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Help after IPV experience, how much help do victims seek? Evidence from NDHS 2018
Authors: Olayide Olabumuyi, Obioma Uchendu, and Olawale Awosika
Source: International Journal of Epidemiology, Volume 50, Issue Supplement 1; DOI:
Topic(s): Intimate Partner Violence (IPV)
Country: Africa
Published: SEP 2021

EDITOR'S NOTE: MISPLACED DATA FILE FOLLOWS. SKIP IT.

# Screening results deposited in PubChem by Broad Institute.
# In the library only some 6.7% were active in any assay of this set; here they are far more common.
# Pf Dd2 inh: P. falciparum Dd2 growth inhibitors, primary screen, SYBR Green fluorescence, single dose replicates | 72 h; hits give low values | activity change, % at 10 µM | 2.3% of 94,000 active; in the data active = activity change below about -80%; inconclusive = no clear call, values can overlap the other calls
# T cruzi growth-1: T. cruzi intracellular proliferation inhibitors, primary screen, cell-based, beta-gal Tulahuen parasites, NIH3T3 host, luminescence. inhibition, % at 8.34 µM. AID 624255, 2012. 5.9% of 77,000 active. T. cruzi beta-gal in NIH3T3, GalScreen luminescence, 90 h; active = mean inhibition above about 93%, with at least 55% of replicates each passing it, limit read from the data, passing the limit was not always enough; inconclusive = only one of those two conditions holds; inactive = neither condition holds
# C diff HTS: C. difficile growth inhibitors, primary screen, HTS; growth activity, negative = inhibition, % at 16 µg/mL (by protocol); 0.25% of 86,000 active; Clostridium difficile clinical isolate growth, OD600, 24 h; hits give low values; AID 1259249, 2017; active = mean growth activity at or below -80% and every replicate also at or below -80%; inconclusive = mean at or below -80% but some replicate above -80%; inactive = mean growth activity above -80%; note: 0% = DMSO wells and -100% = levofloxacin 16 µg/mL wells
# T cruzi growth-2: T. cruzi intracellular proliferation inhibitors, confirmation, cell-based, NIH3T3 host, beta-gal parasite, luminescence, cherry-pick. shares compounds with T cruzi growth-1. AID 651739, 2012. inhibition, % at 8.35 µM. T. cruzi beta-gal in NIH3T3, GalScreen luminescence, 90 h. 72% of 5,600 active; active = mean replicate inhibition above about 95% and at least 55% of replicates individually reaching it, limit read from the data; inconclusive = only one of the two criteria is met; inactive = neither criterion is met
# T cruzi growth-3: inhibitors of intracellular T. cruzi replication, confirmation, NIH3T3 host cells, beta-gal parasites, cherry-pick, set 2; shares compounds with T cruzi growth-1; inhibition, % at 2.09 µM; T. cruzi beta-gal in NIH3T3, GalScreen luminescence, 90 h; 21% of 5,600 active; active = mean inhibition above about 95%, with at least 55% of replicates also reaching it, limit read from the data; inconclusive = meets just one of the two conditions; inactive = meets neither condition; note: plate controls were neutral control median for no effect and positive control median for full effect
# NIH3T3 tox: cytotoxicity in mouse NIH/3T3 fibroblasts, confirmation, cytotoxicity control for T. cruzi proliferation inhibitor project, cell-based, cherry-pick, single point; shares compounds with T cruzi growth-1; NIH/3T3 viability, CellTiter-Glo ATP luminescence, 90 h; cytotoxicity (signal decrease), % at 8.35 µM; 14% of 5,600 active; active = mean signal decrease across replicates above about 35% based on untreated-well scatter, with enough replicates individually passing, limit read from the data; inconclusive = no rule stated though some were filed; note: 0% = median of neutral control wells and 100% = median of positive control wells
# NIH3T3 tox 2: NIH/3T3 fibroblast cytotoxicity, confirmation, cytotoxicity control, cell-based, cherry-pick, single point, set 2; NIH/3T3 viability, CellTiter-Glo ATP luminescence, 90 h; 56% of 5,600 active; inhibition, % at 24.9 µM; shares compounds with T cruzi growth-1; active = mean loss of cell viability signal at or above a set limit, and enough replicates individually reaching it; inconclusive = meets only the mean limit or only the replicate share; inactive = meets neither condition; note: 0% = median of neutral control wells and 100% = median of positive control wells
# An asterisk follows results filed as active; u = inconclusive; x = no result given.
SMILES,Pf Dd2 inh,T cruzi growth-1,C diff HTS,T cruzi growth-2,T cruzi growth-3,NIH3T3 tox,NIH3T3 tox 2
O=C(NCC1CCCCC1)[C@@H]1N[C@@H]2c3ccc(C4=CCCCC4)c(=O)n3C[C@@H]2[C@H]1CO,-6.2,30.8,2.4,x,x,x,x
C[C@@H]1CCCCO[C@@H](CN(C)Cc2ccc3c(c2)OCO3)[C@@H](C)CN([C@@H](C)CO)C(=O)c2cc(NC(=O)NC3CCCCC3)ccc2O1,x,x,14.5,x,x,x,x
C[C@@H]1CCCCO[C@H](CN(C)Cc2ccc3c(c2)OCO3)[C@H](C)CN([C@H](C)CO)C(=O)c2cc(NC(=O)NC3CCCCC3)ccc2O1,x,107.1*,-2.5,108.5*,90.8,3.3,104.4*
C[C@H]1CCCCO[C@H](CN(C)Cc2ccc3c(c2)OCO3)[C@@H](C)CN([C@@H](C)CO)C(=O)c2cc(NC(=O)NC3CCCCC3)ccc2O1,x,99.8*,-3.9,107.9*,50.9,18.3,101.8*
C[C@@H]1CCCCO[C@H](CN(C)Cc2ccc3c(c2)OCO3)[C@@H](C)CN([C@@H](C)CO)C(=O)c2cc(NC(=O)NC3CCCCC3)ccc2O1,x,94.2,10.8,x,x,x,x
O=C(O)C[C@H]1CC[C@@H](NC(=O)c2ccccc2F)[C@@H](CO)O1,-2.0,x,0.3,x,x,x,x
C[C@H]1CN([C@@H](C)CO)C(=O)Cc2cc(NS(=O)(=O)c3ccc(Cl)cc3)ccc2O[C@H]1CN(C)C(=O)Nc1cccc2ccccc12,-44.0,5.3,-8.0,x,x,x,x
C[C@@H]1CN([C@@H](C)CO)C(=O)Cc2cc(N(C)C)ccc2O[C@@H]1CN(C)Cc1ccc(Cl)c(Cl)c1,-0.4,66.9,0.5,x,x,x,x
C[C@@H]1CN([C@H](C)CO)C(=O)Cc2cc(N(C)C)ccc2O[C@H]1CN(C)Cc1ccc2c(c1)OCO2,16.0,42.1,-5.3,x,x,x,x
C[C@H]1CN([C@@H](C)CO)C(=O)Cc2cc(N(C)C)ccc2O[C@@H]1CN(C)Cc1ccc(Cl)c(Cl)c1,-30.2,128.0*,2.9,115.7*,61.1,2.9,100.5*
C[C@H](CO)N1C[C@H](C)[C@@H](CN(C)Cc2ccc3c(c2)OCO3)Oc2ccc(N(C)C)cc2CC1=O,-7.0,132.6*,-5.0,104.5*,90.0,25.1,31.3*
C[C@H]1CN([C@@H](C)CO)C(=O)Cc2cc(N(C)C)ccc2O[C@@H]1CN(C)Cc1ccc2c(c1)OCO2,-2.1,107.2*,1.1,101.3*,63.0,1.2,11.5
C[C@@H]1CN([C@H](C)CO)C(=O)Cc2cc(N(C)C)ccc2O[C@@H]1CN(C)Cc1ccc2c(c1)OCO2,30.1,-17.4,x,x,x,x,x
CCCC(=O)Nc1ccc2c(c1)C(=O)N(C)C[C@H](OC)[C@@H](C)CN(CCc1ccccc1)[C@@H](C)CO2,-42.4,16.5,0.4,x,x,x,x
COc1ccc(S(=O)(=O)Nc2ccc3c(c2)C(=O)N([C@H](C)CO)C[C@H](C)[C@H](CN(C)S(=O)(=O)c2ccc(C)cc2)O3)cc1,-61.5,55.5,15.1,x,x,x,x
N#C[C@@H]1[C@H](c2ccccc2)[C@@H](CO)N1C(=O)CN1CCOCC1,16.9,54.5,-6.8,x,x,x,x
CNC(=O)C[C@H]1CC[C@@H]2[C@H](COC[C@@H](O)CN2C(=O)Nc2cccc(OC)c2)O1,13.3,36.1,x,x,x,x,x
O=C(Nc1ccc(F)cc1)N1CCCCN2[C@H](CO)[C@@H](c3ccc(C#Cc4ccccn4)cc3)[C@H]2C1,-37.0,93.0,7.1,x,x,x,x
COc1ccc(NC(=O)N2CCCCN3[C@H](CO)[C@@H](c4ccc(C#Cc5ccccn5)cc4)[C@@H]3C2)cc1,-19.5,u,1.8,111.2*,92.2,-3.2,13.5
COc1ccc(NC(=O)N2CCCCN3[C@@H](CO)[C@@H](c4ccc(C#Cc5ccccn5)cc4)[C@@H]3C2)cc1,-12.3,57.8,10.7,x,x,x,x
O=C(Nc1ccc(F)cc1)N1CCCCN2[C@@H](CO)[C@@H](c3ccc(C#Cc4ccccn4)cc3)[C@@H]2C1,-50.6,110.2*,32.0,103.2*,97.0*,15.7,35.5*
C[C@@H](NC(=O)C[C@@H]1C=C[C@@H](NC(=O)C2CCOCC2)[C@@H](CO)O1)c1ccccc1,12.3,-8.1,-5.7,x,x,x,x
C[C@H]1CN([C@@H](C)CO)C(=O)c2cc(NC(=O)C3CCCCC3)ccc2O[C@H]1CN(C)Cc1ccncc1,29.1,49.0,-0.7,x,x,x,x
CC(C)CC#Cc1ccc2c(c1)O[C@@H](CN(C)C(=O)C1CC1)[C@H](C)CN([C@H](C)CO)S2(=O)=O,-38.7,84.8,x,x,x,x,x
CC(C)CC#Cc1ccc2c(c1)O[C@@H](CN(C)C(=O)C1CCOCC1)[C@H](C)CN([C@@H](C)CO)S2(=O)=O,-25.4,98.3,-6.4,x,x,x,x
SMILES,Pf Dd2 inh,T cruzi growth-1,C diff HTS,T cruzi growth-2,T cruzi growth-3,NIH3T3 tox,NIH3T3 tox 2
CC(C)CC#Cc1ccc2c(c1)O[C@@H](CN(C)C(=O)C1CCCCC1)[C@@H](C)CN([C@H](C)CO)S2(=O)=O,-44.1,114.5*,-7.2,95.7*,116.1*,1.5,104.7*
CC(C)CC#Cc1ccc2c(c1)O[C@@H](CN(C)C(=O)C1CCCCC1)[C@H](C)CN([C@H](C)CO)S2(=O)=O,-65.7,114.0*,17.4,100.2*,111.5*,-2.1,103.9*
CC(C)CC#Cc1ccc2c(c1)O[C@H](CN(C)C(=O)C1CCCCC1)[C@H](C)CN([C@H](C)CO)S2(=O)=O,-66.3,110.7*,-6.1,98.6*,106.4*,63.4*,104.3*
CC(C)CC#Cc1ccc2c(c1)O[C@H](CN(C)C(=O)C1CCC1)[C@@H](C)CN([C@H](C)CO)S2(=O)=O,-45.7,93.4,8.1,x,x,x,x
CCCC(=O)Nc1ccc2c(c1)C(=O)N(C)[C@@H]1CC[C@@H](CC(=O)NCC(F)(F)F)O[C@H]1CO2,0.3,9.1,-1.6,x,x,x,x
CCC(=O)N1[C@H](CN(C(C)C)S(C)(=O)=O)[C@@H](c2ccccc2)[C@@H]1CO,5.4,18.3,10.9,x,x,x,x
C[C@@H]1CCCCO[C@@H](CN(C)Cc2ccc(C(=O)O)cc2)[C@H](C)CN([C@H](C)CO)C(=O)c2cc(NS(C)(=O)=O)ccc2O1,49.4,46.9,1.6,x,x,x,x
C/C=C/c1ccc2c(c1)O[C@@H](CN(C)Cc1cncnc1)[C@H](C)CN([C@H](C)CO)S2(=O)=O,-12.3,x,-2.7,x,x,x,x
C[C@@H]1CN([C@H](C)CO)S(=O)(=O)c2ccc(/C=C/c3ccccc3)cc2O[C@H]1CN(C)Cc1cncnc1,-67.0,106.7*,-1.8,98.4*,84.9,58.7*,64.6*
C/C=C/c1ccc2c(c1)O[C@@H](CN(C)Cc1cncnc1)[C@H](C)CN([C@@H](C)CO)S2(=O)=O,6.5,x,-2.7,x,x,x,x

Abstract: Background: Poor reporting and help seeking has contributed to the burden of IPV. However, identified barriers to IPV help-seeking include social, economic and cultural factors. This study assessed the pattern and factors associated with help-seeking by women who experienced IPV in Nigeria. Methods: Complex sample analysis of 2,033 women of reproductive age who had ever experienced IPV from the 2018 Nigeria Demographic and Health Survey (NDHS), was done to determine social, economic and cultural factors that predict IPV help-seeking among these women. Results: Mean age of the women was 31.5 ± 7.8 years, a third (33.3%) had sought any form of help, 36.6% had full healthcare and 33.4% had full financial autonomy respectively. Help from partner’s family and women’s family were the most prevalent source of help sought (11.5% & 23.1% respectively). Women = 40 years were 37% less likely to seek help compared to young persons (OR = 0.63; 95% CI = 0.42-0.92). Women with childhood experience of violence had higher odds (42%) of seeking help for IPV than those with no childhood experience (OR = 1.42; 95 % CI = 1.08-1.85). Conclusions: Majority of women experiencing IPV do not seek any form of help. Age and childhood experience of violence are significant predictors for help-seeking by victims of IPV.